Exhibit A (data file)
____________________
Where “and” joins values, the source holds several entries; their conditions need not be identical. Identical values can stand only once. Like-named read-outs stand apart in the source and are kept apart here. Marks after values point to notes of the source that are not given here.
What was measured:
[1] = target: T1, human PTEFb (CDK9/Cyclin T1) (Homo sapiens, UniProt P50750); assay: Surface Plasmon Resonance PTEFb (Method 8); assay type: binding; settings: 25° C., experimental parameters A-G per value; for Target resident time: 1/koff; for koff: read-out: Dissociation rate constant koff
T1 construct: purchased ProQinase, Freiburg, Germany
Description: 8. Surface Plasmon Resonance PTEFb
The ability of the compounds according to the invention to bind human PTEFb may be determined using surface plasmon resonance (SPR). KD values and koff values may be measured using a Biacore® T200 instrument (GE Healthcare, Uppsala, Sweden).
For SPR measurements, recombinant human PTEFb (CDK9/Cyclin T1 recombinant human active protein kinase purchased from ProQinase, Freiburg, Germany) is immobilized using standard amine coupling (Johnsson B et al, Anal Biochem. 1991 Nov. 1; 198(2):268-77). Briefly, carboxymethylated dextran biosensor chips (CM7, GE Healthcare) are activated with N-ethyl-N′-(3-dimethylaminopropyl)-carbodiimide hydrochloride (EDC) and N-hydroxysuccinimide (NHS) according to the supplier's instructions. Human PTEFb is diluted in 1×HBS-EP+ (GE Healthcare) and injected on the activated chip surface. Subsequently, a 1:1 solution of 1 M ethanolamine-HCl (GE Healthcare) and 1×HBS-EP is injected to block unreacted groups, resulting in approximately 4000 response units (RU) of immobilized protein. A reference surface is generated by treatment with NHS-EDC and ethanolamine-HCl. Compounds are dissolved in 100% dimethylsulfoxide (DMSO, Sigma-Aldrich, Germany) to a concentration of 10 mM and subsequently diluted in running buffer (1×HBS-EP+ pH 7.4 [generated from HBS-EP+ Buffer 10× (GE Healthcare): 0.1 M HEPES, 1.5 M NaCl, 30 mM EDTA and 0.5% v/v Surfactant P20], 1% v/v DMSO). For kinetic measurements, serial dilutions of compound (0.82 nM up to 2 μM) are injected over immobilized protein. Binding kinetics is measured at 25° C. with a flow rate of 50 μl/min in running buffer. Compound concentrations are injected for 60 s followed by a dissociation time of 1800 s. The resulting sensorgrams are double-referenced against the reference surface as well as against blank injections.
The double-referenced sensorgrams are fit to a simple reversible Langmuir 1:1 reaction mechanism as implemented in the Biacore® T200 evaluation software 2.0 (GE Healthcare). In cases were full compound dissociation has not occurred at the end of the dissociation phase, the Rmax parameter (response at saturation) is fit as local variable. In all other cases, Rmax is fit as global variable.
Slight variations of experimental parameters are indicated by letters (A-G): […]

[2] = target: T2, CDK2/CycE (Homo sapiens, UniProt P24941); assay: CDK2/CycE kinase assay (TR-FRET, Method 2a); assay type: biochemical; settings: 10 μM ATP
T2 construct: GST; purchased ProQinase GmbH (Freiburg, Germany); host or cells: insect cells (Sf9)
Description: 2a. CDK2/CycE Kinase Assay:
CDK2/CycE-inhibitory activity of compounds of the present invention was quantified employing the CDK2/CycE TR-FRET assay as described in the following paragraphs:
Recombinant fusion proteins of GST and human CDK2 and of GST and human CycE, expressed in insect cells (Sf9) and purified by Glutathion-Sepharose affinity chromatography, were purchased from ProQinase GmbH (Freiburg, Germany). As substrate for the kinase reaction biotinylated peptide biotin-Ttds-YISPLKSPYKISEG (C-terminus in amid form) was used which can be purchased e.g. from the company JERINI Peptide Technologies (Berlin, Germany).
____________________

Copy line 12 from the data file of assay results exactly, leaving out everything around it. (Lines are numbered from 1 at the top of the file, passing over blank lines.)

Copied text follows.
Description: 2a. CDK2/CycE Kinase Assay: